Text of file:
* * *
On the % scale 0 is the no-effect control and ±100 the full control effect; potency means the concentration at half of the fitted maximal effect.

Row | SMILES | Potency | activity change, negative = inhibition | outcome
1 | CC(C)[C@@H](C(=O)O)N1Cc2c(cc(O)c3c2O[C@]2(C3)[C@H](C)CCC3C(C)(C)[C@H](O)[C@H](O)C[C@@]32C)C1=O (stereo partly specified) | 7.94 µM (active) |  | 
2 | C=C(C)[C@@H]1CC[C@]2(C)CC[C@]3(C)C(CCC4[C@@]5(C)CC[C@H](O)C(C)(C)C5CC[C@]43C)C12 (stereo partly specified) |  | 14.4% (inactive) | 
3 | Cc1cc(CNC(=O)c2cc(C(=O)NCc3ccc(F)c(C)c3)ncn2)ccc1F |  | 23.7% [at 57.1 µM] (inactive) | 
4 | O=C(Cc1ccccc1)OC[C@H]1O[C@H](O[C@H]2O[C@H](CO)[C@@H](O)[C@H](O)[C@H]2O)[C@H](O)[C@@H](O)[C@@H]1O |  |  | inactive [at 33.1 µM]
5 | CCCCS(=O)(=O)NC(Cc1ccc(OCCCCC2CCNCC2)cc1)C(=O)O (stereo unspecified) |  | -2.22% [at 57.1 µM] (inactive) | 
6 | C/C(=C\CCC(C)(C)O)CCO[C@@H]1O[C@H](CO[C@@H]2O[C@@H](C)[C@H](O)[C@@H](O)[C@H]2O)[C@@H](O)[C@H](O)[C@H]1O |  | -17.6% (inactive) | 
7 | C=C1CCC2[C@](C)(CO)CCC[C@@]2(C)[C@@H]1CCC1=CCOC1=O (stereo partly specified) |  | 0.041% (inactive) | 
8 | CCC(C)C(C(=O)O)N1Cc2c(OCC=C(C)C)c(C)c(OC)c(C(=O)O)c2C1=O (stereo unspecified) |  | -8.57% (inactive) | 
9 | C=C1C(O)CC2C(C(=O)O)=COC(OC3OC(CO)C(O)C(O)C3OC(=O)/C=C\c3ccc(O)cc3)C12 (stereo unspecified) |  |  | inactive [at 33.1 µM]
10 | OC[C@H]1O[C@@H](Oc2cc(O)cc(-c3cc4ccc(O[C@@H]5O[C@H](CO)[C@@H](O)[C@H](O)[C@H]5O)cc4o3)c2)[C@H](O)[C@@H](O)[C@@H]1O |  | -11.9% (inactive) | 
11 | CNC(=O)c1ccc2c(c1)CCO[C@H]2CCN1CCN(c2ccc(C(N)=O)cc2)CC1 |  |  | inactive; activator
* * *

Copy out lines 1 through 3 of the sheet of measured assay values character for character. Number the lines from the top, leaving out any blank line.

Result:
On the % scale 0 is the no-effect control and ±100 the full control effect; potency means the concentration at half of the fitted maximal effect.

Row | SMILES | Potency | activity change, negative = inhibition | outcome
1 | CC(C)[C@@H](C(=O)O)N1Cc2c(cc(O)c3c2O[C@]2(C3)[C@H](C)CCC3C(C)(C)[C@H](O)[C@H](O)C[C@@]32C)C1=O (stereo partly specified) | 7.94 µM (active) |  | 